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Today Truro is Cornwall’s county town and its only city, the southernmost in mainland Britain.

The earliest records and archaeological findings of a permanent settlement in the Truro area date from Norman times. A castle was built there in the 12th century by Richard de Lucy, Chief Justice of England in the reign of Henry II, who for his services to the court was granted land in Cornwall, including the area surrounding the confluence of the two rivers. The town grew in the shadow of the castle and was awarded borough status to further economic activity. The castle has long since disappeared – it was in ruins by 1270 and the motte was levelled in 1840. Today Truro Crown Court stands on the site.

By the start of the 14th century Truro was an important port, due to its inland location away from invaders, prosperity from the fishing industry, and a new role as one of Cornwall’s stannary towns for assaying and stamping tin and copper from Cornish mines. The Black Death brought a trade recession and an exodus of the population that left the town in a very neglected state. Trade gradually returned and the town regained prosperity in the Tudor period. Local government was awarded in 1589 by a new charter granted by Elizabeth I, giving Truro an elected mayor and control over the port of Falmouth.

During the Civil War in the 17th century, Truro raised a sizeable force to fight for the king and a Royalist mint was set up. Defeat by the Parliamentary troops came in 1646 and the mint was moved to Exeter. Later in the century, Falmouth was awarded its own charter, giving it rights to its harbour and starting a long rivalry between the two towns. The dispute was settled in 1709 with control of the River Fal divided between them.

Truro prospered in the 18th–19th centuries. Industry flourished through improved mining methods and higher prices for tin, and the town attracted wealthy mine owners. Elegant Georgian and Victorian townhouses were built, such as those seen today in Lemon Street, named after the mining magnate and local MP Sir William Lemon. Truro became the centre for society in the county.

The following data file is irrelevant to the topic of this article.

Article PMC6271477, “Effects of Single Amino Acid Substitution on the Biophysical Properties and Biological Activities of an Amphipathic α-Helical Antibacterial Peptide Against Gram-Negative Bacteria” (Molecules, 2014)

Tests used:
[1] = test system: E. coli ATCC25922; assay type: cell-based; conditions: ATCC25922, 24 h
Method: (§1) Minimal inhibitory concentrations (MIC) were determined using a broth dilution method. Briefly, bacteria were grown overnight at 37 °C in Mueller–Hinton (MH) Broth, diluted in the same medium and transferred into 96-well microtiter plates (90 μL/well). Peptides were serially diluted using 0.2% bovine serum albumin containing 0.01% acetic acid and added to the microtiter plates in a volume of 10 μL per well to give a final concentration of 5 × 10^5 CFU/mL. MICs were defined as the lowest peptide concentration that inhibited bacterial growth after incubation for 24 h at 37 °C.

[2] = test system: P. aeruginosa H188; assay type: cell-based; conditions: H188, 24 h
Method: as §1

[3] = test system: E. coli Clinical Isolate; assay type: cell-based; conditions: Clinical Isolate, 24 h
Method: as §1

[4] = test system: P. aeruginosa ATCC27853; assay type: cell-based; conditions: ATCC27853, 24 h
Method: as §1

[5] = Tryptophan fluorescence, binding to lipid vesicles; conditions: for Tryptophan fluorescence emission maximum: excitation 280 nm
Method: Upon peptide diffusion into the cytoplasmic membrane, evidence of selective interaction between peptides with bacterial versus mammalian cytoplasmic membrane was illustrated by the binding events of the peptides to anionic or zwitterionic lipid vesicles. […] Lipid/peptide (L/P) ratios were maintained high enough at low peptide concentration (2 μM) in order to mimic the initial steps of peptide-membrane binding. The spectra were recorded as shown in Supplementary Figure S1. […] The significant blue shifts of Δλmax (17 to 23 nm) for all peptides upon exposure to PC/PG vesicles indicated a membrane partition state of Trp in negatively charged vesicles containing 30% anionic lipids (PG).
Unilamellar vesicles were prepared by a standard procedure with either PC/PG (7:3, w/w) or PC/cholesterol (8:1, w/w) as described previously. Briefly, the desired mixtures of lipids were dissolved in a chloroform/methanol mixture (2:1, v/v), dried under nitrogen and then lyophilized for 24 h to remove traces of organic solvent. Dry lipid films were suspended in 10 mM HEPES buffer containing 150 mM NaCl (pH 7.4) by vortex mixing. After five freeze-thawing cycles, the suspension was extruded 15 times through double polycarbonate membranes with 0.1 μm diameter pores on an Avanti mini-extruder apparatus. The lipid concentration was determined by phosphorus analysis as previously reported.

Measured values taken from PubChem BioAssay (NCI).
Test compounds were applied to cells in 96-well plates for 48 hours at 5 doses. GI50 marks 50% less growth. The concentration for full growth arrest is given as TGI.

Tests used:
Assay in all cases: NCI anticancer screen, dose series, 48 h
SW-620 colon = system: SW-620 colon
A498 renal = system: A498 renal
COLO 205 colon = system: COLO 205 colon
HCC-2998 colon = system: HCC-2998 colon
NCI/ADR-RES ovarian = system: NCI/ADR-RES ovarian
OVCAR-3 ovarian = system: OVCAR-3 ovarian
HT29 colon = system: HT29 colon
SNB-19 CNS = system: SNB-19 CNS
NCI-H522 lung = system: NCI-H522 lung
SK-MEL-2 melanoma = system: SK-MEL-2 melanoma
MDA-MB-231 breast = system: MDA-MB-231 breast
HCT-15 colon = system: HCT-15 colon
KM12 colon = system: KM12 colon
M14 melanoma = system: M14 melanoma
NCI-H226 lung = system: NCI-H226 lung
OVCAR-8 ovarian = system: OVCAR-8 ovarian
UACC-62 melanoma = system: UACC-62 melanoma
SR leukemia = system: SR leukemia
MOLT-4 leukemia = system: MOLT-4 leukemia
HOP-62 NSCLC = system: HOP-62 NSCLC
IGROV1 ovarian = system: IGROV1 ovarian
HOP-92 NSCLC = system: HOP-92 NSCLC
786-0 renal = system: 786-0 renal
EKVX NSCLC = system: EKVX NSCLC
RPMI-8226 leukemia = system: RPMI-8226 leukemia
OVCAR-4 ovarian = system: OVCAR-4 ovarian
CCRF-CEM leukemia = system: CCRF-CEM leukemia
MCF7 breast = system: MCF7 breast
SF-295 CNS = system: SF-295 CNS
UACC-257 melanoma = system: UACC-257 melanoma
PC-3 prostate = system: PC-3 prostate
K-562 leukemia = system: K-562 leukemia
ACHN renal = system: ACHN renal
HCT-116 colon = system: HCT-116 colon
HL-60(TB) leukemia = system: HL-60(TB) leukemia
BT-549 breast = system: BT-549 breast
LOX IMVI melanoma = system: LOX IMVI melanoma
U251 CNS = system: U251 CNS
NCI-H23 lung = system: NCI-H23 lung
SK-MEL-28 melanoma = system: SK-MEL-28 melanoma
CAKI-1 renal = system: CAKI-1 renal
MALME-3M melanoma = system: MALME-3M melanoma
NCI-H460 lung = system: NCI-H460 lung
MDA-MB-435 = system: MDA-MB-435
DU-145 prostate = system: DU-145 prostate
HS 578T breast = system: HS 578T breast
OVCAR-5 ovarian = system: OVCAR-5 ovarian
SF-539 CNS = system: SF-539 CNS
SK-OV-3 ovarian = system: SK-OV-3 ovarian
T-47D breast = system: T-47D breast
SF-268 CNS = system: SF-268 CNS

Throughout those prosperous times Truro remained a social centre, and many notable people came from there. Among the noteworthy were the explorer Richard Lander, Humphry Davy, inventor of the miner’s safety lamp, and Samuel Foote, an actor and playwright from Boscawen Street.

Truro's importance increased later in the 19th century, when it had an iron-smelting works, potteries, and tanneries. The Great Western Railway arrived in the 1860s, providing a direct link to London Paddington. The Bishopric of Truro Act 1876 gave the town a bishop, and subsequently a cathedral. The next year Queen Victoria granted Truro city status. The New Bridge Street drill hall was completed in the late 19th century.

The start of the 20th century brought a decline in mining, but the city remained prosperous and continued to develop as the administrative and commercial centre of Cornwall.

Exclusive census analysis from data at TheGenealogist reveals that common surnames in Truro in the 19th century included Pascoe, Rowe, Davey, Stephens, Allen, Harris, Mitchell and James. Between 1841 and 1911 the county’s population rose from 3,000 to 32,000.

Truro Records

Leading data website has a wealth of records for Truro and its county of Cornwall. Here is a quick run-down of what you can find (in addition to national collections):

  • Trade directories: two directories covering Cornwall from 1873 and 1896.
  • Census records: Truro records for every census from 1841 to 1911.
  • Nonconformist registers: Nonconformist chapels and meeting houses across Truro and Cornwall are covered in the site’s collections.
  • Land owners: the site’s huge collection of tithe commutation records includes Truro, along with tithe maps; plus an 1873 survey of Welsh and English landowners includes the region.
  • Many people from Truro can be found in Prerogative Court of Canterbury (PCC) Wills 1384-1858.
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